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How much does it cost to climb Mount Everest and the Seven Summits

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Vivian James Rigney is not any casual traveler.

The manager coach and speaker has visited greater than 80 countries and lived on three continents.

He’s also climbed the very best mountains on all seven continents, the so-called Seven Summits.

It is a feat that took him 14 years — one, he estimates, that fewer than 1,000 people have accomplished.

And he did it despite being “frightened of heights,” he said.

In an interview with CNBC Travel, Rigney talked about what he learned — and the way much it cost him — to succeed in among the highest points on earth.  

The associated fee to climb

Rigney estimates he’s paid between $170,000 and $180,000 to climb the Seven Summits, he said.

“Everest is, by far, the costliest,” he said, adding that he paid about $80,000 when he climbed it in 2010.

“You might have to save lots of and construct a plan,” he said. “That is why it took me years. I began, then I went to business school, all my money was gone into that, then I began again, got a recent job … Piece by piece, I regularly got through it.”

But there’s one other cost — the time away from work, said Rigney. Luckily, he said his employers supported his goals.

“If you might have employer … they’ll see [personal goals] as something which will help lift the spirits of the corporate,” he said.

From ‘easy’ to ‘excruciatingly painful’  

Along with costs, the Seven Summits vary considerably by way of climbing difficulty, said Rigney.  

He said Africa’s Mount Kilimanjaro is “easy,” calling it “technically not difficult in any respect.”

But it surely is high enough to feel altitude sickness, he said, which stops some climbers from reaching the highest.

Kilimanjaro could be climbed in per week, he said. Antarctica’s Vinson Massif can take two weeks — “when you’re lucky” — and North America’s Denali three to 4 weeks.

But Mount Everest is a “massive logistical operation” that takes about two months, he said. It’s by far essentially the most difficult and dangerous climb, he said, calling the experience “excruciatingly painful.”  

“Every cell in your body is saying you mustn’t be here,” he said. “Your intuition goes nuts.”

Rigney climbed Mount Everest for about 4 to 5 hours a day. The remaining of the time “you are recovering in your tent alone … no devices, no web … nothing.”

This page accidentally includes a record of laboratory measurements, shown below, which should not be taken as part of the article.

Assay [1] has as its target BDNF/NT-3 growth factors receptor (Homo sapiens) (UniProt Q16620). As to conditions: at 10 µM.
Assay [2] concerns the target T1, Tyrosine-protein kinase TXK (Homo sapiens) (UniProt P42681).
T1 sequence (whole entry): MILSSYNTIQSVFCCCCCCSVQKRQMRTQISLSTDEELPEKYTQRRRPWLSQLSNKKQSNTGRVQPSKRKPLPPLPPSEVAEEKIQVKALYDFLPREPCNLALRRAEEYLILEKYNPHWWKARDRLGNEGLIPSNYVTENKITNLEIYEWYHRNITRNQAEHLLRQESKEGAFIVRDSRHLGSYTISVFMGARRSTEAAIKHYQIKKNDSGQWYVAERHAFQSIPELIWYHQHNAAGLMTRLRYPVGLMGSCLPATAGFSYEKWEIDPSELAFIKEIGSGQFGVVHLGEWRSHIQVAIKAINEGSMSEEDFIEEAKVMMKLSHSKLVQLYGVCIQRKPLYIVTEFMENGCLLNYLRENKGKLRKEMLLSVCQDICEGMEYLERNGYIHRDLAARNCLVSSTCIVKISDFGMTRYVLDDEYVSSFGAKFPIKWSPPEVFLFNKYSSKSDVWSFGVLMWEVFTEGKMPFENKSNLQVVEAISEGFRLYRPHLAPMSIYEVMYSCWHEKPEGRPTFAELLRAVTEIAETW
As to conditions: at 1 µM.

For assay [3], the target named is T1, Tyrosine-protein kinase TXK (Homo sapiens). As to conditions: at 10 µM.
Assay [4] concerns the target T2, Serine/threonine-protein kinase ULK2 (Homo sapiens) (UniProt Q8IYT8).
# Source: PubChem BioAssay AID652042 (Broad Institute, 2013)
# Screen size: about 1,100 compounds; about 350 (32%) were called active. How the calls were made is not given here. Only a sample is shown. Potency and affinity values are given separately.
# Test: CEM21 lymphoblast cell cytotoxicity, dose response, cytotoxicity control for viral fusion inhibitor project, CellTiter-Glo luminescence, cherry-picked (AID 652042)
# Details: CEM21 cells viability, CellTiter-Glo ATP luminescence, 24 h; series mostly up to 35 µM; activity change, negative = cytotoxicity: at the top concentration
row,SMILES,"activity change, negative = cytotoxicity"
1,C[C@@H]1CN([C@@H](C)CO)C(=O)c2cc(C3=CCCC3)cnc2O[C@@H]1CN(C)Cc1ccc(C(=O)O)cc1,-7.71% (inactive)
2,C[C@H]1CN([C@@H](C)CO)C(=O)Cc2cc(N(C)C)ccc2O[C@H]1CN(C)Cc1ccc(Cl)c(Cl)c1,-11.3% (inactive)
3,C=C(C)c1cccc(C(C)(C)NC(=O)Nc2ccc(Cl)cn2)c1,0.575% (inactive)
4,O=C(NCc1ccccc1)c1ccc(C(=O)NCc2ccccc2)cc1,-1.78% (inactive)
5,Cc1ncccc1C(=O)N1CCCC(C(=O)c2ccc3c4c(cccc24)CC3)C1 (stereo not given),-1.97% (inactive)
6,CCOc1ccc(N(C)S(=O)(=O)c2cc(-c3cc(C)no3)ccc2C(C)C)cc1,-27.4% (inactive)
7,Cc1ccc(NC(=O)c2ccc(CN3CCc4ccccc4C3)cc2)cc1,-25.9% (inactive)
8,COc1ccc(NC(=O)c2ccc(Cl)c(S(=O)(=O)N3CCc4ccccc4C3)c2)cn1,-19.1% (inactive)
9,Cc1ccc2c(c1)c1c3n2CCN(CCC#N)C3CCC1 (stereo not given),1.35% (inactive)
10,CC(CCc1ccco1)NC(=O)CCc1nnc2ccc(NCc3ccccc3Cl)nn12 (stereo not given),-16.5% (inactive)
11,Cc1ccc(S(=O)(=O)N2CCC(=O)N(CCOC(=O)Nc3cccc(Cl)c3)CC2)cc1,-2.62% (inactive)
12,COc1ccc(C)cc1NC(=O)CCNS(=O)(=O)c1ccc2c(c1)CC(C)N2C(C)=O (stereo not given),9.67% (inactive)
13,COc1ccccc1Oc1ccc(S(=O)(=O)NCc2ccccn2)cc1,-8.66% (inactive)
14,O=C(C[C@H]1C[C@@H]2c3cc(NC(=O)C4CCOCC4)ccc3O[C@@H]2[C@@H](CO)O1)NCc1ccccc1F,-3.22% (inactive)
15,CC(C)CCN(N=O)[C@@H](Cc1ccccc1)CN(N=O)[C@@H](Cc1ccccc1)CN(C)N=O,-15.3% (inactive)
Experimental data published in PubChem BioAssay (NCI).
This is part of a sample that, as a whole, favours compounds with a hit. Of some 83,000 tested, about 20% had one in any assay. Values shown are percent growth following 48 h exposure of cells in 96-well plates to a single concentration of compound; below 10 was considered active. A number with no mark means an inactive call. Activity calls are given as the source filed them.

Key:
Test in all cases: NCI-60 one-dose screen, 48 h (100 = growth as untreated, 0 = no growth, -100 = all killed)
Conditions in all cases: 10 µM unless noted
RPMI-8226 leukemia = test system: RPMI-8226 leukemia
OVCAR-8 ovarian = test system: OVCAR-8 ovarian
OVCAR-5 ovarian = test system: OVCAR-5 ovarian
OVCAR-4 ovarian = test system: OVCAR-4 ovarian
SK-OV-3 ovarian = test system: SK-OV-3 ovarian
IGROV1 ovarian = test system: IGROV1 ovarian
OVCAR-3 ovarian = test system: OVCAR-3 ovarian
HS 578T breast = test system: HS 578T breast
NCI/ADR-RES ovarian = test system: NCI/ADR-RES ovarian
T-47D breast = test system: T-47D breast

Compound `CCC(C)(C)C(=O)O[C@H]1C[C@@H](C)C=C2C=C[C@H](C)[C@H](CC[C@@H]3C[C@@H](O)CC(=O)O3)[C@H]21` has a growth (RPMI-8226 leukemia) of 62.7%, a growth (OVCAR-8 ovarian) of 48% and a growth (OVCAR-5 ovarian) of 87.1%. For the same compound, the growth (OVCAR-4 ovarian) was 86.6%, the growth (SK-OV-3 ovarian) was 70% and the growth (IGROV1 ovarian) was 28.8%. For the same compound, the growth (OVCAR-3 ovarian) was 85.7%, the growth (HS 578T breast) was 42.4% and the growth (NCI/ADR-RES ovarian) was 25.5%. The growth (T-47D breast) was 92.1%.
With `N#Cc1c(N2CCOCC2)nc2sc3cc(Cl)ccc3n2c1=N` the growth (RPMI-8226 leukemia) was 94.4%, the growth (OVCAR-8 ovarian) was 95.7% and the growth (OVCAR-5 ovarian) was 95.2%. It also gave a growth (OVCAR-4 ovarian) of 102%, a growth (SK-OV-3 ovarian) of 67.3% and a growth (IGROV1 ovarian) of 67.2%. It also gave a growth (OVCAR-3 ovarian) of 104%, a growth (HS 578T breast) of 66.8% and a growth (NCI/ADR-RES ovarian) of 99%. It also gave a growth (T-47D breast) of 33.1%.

Courtesy of Inside Us LLC

He said he arrived “bulked up and super fit.” Despite consuming 7,000 to eight,000 calories a day — mainly potatoes, pasta and dry food — he said he lost 20 kilos through the Everest climb.

Staying warm takes an incredible amount of energy, he said. Every part freezes, he said, including LCD camera screens.

“We now have what we call a pee bag. You pee on this bag, and also you seal it and you place that into the sleeper bag with you since it’s warm.”

There are only about three to 5 days within the climbing season that climbers can reach Everest’s summit. In the event that they do, it’s a fast victory, said Rigney.

“People don’t loaf around the summit for hours,” he said. “You get the heck off the mountain as quick as you may.”

From climbing to coaching

Rigney is now an executive coach and speaker, teaching corporate executives lessons he learned from pushing himself, mentally and physically, to the limit.

He’s also the creator of “Naked on the Knife’s Edge,” a book about how he’s used among the most harrowing moments from his Everest climb for skilled success.

Climbers do not stay long once they reach Mount Everest’s peak, said Rigney. “You get the heck off the mountain as quick as you may.”

Courtesy of Inside Us LLC

He said he helps “overachievers… [with] tons on their mind” achieve balance and break habits “which pull us along … as if we’re on a conveyor belt.”

For instance, fear — whether it’s of public speaking or his own fear of heights — could be overcome using tricks of the mind, he said.

And leaders must learn to just accept things which can be out of their control, be it an injury or a pandemic, he said.  

He said he still laughs when he thinks about arriving at a small airplane hangar in Kathmandu one hour before he was scheduled to fly to the foothills of the Himalayas.

After climbing the “Seven Summits,” Rigney said he’s deliberately selecting travel experiences which can be less dangerous. He said several years ago, he found a hobby that’s each difficult and fun: scuba diving.

Courtesy of Inside Us LLC

“I remember going as much as this gentleman … and I said ‘Hey… what time do you’re thinking that we’ll be leaving?'” said Rigney. “He said: ‘Possibly today, hopefully by tomorrow, likely by the top of the week.'”

Ten minutes later, one other climber, who got the identical answer, exploded with anger, he said.  

“Eventually this guy looks over, red with steam coming out his ears, and we are only howling. I believe it finally clicked — like that is where you’re. That is about weather within the Himalayas!”

It’s just one among an extended list of “things we will control and things we cannot,” said Rigney.

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